By: Lesley Brown
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Field trip Israel, destination Tel Aviv – June 2019
by Joëlle Touré, general delegate, Futura-Mobility
Eleven of us set out from Paris on this field trip to Israel, destination Tel Aviv. Given their in-depth understanding of the local ecosystem, our guides – the Dan brothers, André and Yossi, from Challengy – mischievously described themselves as ‘open’ (André) and ‘innovation’ (Yossi).
In their company, these three days on the spot certainly proved rich in contacts and meetings…
Israel, the ultimate ‘start-up nation’, has two key advantages: its central position between East and West together with a cultural and academic mix that is driving innovation.
With project management methods combining frugality, tenacity, a highly effective support network, plus a results- and customer-orientated approach, Israelis appear to have cherry-picked the best skills coming out of the Middle East and North America – where many Israelis go to study – with a view to developing a strong culture of innovation.
As a result, upwards of 6,000 start-ups are active in a country that is home to just nine million inhabitants! They work alongside 100 venture capital funds, around a hundred, extremely dynamic business angels, Israel’s nine university centres and 80 incubators, of which 20 are public-private entities. Per inhabitant, Israel is the country that invests the most in R&D in the world.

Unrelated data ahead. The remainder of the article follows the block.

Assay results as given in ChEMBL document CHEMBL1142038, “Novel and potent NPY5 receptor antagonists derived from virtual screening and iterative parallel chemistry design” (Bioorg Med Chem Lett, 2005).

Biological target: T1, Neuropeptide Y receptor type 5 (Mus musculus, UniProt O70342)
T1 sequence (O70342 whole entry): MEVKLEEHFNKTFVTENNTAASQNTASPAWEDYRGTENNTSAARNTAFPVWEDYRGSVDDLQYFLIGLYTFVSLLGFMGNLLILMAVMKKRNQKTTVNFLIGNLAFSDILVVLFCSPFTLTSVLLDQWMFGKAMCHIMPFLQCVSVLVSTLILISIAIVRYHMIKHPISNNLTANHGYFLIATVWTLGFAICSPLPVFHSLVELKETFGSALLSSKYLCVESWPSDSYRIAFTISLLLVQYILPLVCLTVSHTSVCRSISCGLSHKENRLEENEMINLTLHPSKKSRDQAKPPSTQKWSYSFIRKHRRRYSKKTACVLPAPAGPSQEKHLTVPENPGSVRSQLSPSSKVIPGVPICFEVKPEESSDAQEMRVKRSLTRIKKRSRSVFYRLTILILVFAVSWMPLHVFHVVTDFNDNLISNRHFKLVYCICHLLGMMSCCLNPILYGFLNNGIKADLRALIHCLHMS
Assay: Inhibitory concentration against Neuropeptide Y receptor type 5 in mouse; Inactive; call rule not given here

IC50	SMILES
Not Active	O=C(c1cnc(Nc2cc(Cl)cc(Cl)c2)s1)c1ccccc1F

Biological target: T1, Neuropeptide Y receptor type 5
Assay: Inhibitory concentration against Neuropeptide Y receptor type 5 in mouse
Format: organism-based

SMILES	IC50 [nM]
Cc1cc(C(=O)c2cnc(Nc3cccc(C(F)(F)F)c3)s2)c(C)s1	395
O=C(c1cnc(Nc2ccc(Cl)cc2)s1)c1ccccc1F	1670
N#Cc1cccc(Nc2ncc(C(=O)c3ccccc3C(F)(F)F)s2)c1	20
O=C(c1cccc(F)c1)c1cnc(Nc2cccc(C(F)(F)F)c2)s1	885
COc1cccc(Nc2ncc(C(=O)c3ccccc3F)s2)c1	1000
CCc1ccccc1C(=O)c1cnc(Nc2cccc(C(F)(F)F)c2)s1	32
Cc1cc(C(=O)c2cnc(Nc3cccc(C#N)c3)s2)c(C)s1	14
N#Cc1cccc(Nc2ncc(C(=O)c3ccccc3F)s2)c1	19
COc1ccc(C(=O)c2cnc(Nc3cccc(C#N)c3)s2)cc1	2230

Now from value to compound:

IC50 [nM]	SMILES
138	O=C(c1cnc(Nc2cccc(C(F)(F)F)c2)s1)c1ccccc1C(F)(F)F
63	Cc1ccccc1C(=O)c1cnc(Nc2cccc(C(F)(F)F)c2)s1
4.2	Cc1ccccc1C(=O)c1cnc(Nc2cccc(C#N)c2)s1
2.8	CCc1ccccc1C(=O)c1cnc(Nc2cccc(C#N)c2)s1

A sign of the times, during our trip no less than three R&D centres were opened – by the Renault-Nissan Alliance, by Ford, and by Yandex, a Russian autonomous vehicle operator.
Ecomotion – mobility trade fair
EcoMotion kicked off with an exceptional presentation by Bill Ford. The main takeaway being that he has definitively turned the page on the days of his grandfather Henry, who famously proclaimed: “everyone should have a car”. Bill Ford, who has long been involved in environmental issues, said: “we must share vehicles”. Each generation has its challenges.
The speed dating sessions organised by our hosts in our wonderful pavilion both exhausted and delighted participants!
What first struck us was the strong presence of Autonomy among the many le parterre de start-ups at the show. There was very little micromobility. Like elsewhere in the world, Israel has innovative start-ups ahead of their time as well as others, more difficult to ascertain, since they have started out on the basis of technology rather than markets. Likewise, among the start-ups we noticed a strong emphasis on road transport but little room for air, rail and maritime… well, among those exhibiting at EcoMotion, in any case.
From our several ‘finds’ at the fair, Iphysicist deserves a special mention. This start-up has developed a curved plastic lens for viewing a moving image (video) very close to the eye in outstanding quality. It’s easy to imagine potential mobile apps, in virtual or augmented reality for example, or as a mirror effect on glass.
Another favourite – albeit one any practical purpose whatsoever! – is the start-up that can convert a standard vehicle into an ‘autonomous’ vehicle in just a few moments. The secret? Put an Ivo robot in the driver’s seat! The vehicle is not as autonomous as all that since it is guided remotely. You do get the slight impression of being driven by ET himself! Ivobility, or how to transform a human behind the wheel into a human behind a remote control…. has yet to find its way…